What Alice Wu Wants To Say In ‘The Half Of It’

When director Alice Wu’s Saving Face premiered in 2004, it stood out from the overwhelming majority of movies being produced on the time. The protagonist, a Chinese language American lady named Wilhemina Pang, falls in love with a lady, and has to determine the best way to come out to her disapproving mom. She additionally has to navigate the generally judging eyes of her prolonged Chinese language group in Queens—characters performed by an all-Asian, Mandarin-speaking solid. Tears are shed and indignant phrases shouted, however—spoiler alert—there is a pleased ending; the ladies find yourself collectively, and publicly declare their love.

Just a little over 15 years later, Alice Wu is again along with her second movie, The Half of It, launched Could 1 on Netflix. Like her first, the film includes a queer Chinese language American protagonist. This time, although, the character is a excessive schooler, Ellie Chu, who lives within the fictional, very white city of Squahamish along with her immigrant father. She’s in love with a lady named Aster Flores, however as a substitute of pursuing her personal emotions, opts to assist a boy woo Aster by way of love letters and textual content messages. Over the course of the film, Ellie and Paul turn into shut mates and teenage hearts get damaged—a traditional teenage rom-com, however with an LGBTQ twist.


Wu is making her comeback with triumph; on Wednesday, she took home the top award at the Tribeca Film Festival. It is a return that she did not anticipate—she had anticipated to depart the trade altogether, she says. Not lengthy after the discharge of Saving Face, she returned to the San Francisco Bay Space to handle her mom, and it wasn’t till a lot later that she started to write down the script that grew to become The Half of It.

Wu and I spoke about her new movie, the legacy of Saving Face and the methods wherein her personal life bleeds into her work. Some gentle spoilers observe, so tread fastidiously.

This interview has been edited and condensed for readability.

In each Saving Face and The Half of It, the protagonists are very imperfect individuals. They harm the sentiments of the individuals they love; they do issues that they later remorse. And your characters and work usually have so many parts in it that seem autobiographical— there is a Chinese language American lesbian protagonist who speaks each Mandarin and English along with her family members. What’s it wish to share these elements of your life with the world? Have been you ever afraid to take action?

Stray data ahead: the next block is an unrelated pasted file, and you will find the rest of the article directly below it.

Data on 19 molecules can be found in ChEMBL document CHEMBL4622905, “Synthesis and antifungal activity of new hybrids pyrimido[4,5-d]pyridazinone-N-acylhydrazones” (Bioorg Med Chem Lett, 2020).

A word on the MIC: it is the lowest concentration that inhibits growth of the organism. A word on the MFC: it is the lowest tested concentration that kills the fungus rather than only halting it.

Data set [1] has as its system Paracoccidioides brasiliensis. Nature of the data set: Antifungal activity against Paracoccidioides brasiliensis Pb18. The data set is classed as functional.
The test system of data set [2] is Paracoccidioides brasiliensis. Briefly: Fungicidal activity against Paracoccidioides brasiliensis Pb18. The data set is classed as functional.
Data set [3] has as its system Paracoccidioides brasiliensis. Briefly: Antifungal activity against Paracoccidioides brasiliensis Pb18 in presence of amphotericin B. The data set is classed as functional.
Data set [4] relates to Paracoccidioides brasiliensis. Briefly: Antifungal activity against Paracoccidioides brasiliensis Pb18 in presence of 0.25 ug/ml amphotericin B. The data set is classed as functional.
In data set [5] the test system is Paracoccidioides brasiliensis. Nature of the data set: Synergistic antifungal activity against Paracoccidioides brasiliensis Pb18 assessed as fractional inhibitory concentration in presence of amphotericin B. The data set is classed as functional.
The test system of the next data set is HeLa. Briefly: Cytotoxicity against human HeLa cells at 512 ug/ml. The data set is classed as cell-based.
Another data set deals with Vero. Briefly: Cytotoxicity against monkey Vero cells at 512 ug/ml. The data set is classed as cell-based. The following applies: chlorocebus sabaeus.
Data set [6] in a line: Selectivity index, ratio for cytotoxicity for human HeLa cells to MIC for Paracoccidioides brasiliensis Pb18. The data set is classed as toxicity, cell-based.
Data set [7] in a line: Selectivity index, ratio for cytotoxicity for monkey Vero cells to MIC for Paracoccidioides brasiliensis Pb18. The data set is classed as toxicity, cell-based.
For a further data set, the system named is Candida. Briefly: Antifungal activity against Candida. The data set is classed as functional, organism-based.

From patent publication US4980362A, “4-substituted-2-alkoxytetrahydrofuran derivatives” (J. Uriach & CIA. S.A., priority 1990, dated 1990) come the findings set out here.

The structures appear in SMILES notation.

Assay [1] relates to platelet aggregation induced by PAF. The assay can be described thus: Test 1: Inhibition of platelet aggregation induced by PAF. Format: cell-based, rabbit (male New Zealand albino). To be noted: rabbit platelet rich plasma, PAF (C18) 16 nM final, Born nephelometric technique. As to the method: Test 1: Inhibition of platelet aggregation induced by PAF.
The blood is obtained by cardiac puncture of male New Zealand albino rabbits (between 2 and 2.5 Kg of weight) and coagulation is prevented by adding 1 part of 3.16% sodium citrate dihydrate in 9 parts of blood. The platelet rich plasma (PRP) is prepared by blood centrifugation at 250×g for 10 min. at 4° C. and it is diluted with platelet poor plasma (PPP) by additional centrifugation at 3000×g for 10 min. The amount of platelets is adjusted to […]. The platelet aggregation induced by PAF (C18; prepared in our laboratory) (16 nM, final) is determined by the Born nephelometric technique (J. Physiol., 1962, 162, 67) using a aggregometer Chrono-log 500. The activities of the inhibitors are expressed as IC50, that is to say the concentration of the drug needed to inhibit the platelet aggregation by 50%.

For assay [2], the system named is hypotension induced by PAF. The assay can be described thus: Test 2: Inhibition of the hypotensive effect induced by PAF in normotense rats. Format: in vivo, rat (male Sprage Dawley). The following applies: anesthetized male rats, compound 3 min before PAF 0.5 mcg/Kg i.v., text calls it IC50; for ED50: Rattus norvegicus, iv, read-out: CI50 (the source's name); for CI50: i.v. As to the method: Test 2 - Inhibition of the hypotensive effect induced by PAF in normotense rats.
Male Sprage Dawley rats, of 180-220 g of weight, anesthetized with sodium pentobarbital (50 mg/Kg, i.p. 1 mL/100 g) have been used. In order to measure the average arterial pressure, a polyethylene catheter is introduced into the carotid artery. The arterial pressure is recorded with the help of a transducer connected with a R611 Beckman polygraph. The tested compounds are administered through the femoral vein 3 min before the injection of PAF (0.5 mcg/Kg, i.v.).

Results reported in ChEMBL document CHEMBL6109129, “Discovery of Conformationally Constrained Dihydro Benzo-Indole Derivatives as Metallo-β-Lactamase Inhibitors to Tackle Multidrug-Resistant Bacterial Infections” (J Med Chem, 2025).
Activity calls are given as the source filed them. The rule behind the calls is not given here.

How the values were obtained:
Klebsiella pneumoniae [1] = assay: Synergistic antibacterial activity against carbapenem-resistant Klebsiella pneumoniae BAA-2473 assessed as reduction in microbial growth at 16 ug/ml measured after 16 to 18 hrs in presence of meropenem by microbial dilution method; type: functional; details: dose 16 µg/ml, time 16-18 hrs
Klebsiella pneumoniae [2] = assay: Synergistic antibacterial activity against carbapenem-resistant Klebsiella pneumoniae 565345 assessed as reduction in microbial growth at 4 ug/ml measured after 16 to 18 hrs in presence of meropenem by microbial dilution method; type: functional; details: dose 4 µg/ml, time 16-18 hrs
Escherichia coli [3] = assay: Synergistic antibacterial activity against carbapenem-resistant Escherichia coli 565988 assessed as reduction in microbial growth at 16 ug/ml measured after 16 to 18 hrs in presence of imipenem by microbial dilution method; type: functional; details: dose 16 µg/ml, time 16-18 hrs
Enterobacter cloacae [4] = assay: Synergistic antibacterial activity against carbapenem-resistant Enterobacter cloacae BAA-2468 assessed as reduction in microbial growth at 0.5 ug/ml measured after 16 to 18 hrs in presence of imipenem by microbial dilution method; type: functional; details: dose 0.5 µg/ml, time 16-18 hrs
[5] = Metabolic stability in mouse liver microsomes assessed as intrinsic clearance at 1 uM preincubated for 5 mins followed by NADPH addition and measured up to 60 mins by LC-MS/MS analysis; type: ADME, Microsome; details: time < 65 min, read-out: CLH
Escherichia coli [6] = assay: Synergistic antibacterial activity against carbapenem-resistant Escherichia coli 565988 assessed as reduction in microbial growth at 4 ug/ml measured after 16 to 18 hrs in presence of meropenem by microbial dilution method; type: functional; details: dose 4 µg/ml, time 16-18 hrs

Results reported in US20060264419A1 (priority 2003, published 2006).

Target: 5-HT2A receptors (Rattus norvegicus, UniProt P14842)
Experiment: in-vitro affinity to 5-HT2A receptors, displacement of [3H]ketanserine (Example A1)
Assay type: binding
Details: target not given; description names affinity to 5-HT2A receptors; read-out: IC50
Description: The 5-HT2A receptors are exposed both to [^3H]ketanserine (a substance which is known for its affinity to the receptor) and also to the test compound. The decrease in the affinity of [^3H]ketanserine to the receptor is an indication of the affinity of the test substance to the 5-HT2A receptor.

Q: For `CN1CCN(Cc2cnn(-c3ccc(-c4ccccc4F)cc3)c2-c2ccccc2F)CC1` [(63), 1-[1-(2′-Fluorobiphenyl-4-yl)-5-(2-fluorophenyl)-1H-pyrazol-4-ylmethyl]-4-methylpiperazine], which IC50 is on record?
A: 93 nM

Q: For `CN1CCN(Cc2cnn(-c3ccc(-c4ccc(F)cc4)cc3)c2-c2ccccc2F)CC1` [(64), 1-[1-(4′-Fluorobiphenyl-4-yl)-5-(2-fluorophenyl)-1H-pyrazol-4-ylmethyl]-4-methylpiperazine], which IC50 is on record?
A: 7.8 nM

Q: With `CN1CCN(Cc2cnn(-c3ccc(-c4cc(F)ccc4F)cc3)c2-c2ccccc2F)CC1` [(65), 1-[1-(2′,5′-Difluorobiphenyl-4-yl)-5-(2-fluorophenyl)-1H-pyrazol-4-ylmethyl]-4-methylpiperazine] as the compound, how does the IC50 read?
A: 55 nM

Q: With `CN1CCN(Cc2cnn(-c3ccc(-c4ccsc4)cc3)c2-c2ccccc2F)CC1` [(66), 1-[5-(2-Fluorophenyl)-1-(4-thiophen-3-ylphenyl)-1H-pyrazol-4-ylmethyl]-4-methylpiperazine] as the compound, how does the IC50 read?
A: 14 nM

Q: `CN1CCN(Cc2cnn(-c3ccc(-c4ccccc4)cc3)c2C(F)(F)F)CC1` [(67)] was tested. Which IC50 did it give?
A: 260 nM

I am really stuffed with concern this very second because the movie is about to come back out.

I work out issues in my life by way of my fiction. Fiction permits me to form of disguise just a little bit behind my characters. It is not like my journal. It is extra like, OK, I am creating this character. I will preserve creating them till they really feel actual to me. I will ship them off into the world, to both do issues that I am too scared to do, or to have issues befall them that sound like my private nightmare after which see how they emerge.

Possibly there is a little bit of want success there, too. Here is these deeply flawed characters which have loads of the failings I do, however by some means they find yourself OK. By some means, they find yourself rising. Possibly that is just a little little bit of my want to have that in my life and to determine how to do this. I am writing from that place.

In your director’s be aware, you wrote that writing the The Half of It was a manner of working by way of heartbreak—not due to a romantic relationship, however due to the painful finish of a friendship in your early twenties. Are you able to inform me extra about that friendship and what it meant to you?

I had a very good buddy, who finally grew to become my finest buddy, who was a straight white man. He isn’t who I may need initially thought, “That is going to be the individual that I’ll turn into finest mates with.” However we by some means simply bought one another. He was so good at treating me no in another way when he discovered I used to be homosexual.